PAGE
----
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A business case provides a justification for a course of action based on the
benefits to be realized by using the proposed solution, as compared to the
cost, effort, and other considerations to acquire and live with that
A business case captures the rationale for undertaking a change. A business
case is frequently presented in a formal document, but may also be presented
through informal methods.
The amount of time and resources spent on the
business case should be proportional to the size and importance of its
The business case provides sufficient detail to inform
and request approval without providing specific intricacies about the method
and/or approach to the implementation.
It may also be the catalyst
for one or many initiatives in order to implement the change.
business case is used to: • define the need, • determine the desired
outcomes, • assess constraints, assumptions, and risks, and • recommend a
1 Need Assessment The need is the driver for the business
case. It is the relevant business goal or objective that must be met.
Objectives are linked to a strategy or the strategies of the enterprise. The
need assessment identifies the problem or the potential opportunity.
Throughout the development of the business case, different alternatives to
solve the problem or take advantage of the opportunity will be assessed.
2 Desired Outcomes The desired outcomes describe the state which should
result if the need is fulfilled.
The business case identifies and assesses various alternative solutions.
Alternatives may include (but are not limited to) different technologies,
processes, or business models. Alternatives may also include different ways
of acquiring these and different timing options. They will be affected by
constraints such as budget, timing, and regulatory.
alternative should be assessed and considered for the recommended solution.
Each alternative should be assessed in terms of:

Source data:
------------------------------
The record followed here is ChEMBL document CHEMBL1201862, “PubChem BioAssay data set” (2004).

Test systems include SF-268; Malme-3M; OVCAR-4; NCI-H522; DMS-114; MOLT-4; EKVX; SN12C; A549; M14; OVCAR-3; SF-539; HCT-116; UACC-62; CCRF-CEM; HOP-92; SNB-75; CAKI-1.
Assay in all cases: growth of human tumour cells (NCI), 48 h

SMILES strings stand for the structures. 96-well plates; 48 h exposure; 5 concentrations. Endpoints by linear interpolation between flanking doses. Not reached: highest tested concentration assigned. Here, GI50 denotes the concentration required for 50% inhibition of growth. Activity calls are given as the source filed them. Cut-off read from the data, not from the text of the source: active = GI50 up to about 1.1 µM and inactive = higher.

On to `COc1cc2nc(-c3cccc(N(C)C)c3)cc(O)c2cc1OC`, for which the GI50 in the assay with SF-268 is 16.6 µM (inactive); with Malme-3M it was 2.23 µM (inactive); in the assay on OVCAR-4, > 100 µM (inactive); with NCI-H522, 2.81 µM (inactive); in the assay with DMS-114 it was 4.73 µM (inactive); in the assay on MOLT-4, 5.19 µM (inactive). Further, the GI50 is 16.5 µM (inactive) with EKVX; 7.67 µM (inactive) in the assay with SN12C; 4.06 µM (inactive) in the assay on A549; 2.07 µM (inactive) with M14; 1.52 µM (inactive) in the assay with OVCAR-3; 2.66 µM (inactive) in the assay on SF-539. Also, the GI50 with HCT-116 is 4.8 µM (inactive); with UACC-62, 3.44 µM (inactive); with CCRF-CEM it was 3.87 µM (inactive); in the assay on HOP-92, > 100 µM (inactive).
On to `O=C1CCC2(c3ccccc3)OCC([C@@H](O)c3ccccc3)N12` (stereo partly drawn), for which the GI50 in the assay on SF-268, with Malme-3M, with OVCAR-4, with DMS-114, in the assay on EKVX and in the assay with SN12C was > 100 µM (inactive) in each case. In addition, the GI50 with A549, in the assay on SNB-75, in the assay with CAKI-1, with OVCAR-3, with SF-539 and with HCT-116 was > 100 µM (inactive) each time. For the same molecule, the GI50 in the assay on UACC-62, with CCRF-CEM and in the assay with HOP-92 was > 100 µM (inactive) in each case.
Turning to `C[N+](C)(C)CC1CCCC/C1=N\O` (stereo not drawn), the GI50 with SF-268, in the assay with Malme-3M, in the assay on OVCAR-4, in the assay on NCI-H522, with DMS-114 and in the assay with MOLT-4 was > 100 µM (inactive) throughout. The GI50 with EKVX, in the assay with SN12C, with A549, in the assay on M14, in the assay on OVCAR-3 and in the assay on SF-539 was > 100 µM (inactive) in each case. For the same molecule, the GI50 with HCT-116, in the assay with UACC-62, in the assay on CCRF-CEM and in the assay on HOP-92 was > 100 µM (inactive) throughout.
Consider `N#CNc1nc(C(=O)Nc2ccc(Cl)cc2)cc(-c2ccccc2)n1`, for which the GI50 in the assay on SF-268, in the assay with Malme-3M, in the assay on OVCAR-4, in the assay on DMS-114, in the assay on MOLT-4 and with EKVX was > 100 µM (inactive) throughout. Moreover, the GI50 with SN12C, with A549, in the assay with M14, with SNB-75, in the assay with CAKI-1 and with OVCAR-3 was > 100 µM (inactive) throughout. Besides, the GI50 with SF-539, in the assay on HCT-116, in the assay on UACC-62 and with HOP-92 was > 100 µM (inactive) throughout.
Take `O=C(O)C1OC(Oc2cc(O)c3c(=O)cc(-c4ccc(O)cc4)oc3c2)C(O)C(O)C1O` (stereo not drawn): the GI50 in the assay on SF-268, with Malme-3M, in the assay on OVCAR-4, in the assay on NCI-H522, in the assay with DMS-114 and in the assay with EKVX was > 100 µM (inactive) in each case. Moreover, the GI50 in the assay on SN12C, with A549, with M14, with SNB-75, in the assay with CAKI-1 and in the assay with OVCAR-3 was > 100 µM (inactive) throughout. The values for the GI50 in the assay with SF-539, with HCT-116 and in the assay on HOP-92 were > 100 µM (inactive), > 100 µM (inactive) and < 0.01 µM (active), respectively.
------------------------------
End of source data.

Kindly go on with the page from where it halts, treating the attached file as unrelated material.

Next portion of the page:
• Scope: defines
the alternative being proposed. Scope can be defined using organizational
boundaries, system boundaries, business processes, product lines or
geographic regions. Scope statements clearly define what will be included
and what will be excluded. The scope of various alternatives may be similar
or have overlap but may also differ based on the alternative.
Feasibility: The organizational and technical feasibility should be assessed
for each alternative. It includes organizational knowledge, skills, and
capacity, as well as technical maturity and experience in the proposed
• Assumptions, Risks, and Constraints: Assumptions are
agreed-to facts that may have influence on the initiative. Constraints are
limitations that may restrict the possible alternatives. Risks are potential
problems that may have a negative impact on the solution. Agreeing to and
documenting these factors facilitates realistic expectations and a shared
understanding amongst stakeholders.
• Financial Analysis and Value
Assessment: The financial analysis and value assessment includes an estimate
of the costs to implement and operate the alternative,
as well as a
quantified financial benefit from implementing the alternative. Benefits of
a non-financial nature (such as improved staff morale, increased flexibility
respond to change, improved customer satisfaction, or reduced exposure to
risk) are also important and add significant value to the organization.
The recommended solution describes the most desirable way to solve the
problem or leverage the opportunity.
The solution is described in
sufficient detail for decision makers to understand the solution and
determine if the recommendation will be implemented.
solution may also include some estimates of cost and duration to implement
the solution. Measurable benefits/outcomes will be identified to allow
stakeholders to assess Business Model Canvas
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